What makes a great wholesaler?

13 Replies

@Anibal Mijangos

Simple, the quality of the deals you submit to investors for consideration. If every deal submitted (1) fits the criteria set forth by your buyer (2) is priced at actual wholesale and not some inflated fantasy number and (3) is priced to reflect the amount of work necessary to rehab the property to neighborhood standards, then you are the rare small percentage of wholesalers that know what their doing.

I would like to think we are awesome wholesalers, and this is how we do it:

Buyer's side:

  1. Submit a comprehensive list of interior pictures, exterior pictures
  2. Submit pictures of all the things wrong, that needs fixing, or updating, with a description of what is wrong
  3. Submit 2 to 3 properties you have comped to arrive at the numbers, and then make sure they know it is their responsibility to verify
  4. Create a clear, easy to absorb standardized cheat sheet that summarizes all the numbers, including cost of repairs, ARV, estimated profits condition of the house
  5. Create a list where you describe the age and condition of the furnace, boiler, water heater, oil tank and all other mechanicals.
  6. Describe heating source, gas, oil electrical.
  7. Make sure they know your rules, deposit, protocol for visiting the house etc.
  8. Let the seller know you are going to put a lockbox on the house and have this written and stipulated in the contract, to make it easier for buyers to visit (in case the house is vacant).
  9. Be careful not to do the unnecessary, like figuring out if there is a buried oil tank. It is the buyers responsibility to do the research. Don't spoil the buyer so much they they will count and expect you to do their work. There is a balance.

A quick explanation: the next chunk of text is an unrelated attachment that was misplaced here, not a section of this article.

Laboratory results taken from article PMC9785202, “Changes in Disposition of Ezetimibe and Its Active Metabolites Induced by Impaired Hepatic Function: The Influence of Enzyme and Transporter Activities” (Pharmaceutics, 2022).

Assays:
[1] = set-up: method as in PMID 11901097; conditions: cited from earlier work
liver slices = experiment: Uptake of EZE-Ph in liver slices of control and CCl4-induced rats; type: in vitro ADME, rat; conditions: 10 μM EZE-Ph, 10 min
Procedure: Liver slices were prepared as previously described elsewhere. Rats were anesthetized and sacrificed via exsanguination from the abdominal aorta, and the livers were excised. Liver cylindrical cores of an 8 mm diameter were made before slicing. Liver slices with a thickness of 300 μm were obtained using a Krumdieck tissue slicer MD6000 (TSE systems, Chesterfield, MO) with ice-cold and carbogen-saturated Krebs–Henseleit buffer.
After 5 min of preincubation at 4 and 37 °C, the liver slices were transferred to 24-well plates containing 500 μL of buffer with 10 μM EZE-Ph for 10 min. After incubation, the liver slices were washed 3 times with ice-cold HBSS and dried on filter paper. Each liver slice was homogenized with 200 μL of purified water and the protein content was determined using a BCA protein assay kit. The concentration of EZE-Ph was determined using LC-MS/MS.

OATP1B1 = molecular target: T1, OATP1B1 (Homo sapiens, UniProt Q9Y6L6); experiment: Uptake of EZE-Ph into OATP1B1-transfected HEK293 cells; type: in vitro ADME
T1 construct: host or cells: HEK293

Seller's Side:

  1. Let the seller know you are going to wholesale it.
  2. Explain in full detail what wholesaling is, how it works, what the benefits, the risks, and the expectations are and let THEM choose if they want to go that route.
  3. Explain to the seller why the offer is the way it is and be prepared to show the numbers (some people we show the numbers, other people we explain in language. Depends on the person).
  4. The seller is always the priority, then the buyer, then you.
  5. Be in constant contact with the seller and update them of progress always.
  6. Show understanding and respect to the seller, be friendly, firm, but never bend over backwards.
  7. Explain the contracts and stipulations so they understand what they are getting into
Originally posted by @Jerryll Noorden :

I would like to think we are awesome wholesalers, and this is how we do it:

Buyer's side:

  1. Submit a comprehensive list of interior pictures, exterior pictures
  2. Submit pictures of all the things wrong, that needs fixing, or updating, with a description of what is wrong
  3. Submit 2 to 3 properties you have comped to arrive at the numbers, and then make sure they know it is their responsibility to verify
  4. Create a clear, easy to absorb standardized cheat sheet that summarizes all the numbers, including cost of repairs, ARV, estimated profits condition of the house
  5. Create a list where you describe the age and condition of the furnace, boiler, water heater, oil tank and all other mechanicals.
  6. Describe heating source, gas, oil electrical.
  7. Make sure they know your rules, deposit, protocol for visiting the house etc.
  8. Let the seller know you are going to put a lockbox on the house and have this written and stipulated in the contract, to make it easier for buyers to visit (in case the house is vacant).
  9. Be careful not to do the unnecessary, like figuring out if there is a buried oil tank. It is the buyers responsibility to do the research. Don't spoil the buyer so much they they will count and expect you to do their work. There is a balance.

Seller's Side: